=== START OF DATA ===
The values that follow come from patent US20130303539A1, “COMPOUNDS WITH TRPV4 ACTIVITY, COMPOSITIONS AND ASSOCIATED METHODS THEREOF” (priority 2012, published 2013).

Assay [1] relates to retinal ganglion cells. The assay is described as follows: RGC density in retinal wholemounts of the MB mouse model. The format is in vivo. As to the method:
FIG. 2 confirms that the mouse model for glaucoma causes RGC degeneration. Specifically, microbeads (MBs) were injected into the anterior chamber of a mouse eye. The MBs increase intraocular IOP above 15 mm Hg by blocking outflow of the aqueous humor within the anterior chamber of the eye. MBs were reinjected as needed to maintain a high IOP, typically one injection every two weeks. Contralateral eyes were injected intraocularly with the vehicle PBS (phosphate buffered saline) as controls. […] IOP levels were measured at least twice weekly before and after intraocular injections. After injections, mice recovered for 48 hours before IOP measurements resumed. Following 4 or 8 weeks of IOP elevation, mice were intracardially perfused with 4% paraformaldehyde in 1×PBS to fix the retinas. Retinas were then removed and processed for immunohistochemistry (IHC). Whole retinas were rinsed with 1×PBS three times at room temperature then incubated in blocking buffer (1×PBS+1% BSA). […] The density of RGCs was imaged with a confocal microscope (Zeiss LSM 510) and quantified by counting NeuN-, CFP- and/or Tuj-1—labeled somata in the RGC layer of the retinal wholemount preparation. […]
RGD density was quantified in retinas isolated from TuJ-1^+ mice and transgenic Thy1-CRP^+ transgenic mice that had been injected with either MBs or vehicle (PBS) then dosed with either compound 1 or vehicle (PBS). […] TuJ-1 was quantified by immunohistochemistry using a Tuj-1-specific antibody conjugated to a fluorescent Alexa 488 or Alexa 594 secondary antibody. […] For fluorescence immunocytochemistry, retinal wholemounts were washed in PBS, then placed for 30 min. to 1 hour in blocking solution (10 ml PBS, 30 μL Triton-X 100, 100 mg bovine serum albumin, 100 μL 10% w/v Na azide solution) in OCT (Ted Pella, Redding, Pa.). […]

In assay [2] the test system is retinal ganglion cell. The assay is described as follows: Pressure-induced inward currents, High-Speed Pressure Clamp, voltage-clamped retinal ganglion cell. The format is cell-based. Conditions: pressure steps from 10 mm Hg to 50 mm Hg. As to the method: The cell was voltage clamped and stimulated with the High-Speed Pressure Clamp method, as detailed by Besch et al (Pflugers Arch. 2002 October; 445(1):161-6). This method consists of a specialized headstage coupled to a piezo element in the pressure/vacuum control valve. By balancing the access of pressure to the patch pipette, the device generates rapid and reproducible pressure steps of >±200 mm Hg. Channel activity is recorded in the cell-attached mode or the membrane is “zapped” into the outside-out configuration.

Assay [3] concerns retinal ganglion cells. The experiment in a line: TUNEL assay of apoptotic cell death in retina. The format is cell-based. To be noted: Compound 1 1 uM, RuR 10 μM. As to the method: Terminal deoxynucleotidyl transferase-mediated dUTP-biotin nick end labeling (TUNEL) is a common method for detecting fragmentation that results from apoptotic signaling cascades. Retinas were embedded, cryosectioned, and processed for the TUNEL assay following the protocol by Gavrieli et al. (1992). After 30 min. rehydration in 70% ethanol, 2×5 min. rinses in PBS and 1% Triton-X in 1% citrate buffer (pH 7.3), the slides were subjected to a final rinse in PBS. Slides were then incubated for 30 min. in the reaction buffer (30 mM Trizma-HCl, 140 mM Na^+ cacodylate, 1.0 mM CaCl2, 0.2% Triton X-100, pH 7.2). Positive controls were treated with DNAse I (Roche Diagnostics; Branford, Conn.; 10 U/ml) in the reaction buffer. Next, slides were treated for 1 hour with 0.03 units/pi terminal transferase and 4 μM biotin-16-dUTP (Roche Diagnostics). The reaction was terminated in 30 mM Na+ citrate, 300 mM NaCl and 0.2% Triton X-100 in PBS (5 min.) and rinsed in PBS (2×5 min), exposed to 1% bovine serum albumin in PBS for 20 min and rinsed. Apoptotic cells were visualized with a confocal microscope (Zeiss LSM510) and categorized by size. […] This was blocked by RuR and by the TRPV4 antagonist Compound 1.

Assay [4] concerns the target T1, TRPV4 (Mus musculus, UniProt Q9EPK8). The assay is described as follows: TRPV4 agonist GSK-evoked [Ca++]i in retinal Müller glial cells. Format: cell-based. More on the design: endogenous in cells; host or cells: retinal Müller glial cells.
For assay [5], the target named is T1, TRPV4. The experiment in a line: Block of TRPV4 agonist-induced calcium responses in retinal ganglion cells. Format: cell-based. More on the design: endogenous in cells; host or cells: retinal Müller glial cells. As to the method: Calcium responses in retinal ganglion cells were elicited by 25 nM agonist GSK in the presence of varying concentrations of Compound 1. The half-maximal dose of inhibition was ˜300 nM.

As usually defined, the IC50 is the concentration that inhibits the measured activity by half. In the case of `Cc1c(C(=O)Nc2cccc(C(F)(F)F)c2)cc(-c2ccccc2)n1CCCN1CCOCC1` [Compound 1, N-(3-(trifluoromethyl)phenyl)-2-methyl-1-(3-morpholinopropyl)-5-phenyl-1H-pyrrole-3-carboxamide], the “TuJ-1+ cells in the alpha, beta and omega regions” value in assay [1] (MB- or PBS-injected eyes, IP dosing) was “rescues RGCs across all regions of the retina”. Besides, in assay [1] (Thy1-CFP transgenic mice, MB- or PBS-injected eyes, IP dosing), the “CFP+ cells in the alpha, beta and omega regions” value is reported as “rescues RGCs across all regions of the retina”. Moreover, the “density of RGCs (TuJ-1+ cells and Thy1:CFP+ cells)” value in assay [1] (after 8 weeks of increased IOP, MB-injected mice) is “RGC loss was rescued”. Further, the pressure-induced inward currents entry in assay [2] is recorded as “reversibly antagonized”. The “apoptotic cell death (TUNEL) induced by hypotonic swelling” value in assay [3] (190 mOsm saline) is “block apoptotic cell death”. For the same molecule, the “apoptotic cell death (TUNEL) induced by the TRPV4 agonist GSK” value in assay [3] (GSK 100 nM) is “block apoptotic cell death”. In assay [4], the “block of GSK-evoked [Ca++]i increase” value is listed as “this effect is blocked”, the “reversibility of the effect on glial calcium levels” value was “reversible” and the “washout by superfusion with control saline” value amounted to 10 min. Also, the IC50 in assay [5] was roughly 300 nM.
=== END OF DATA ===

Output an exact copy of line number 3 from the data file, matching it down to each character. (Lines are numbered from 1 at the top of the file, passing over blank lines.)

FIG. 2 confirms that the mouse model for glaucoma causes RGC degeneration. Specifically, microbeads (MBs) were injected into the anterior chamber of a mouse eye. The MBs increase intraocular IOP above 15 mm Hg by blocking outflow of the aqueous humor within the anterior chamber of the eye. MBs were reinjected as needed to maintain a high IOP, typically one injection every two weeks. Contralateral eyes were injected intraocularly with the vehicle PBS (phosphate buffered saline) as controls. […] IOP levels were measured at least twice weekly before and after intraocular injections. After injections, mice recovered for 48 hours before IOP measurements resumed. Following 4 or 8 weeks of IOP elevation, mice were intracardially perfused with 4% paraformaldehyde in 1×PBS to fix the retinas. Retinas were then removed and processed for immunohistochemistry (IHC). Whole retinas were rinsed with 1×PBS three times at room temperature then incubated in blocking buffer (1×PBS+1% BSA). […] The density of RGCs was imaged with a confocal microscope (Zeiss LSM 510) and quantified by counting NeuN-, CFP- and/or Tuj-1—labeled somata in the RGC layer of the retinal wholemount preparation. […]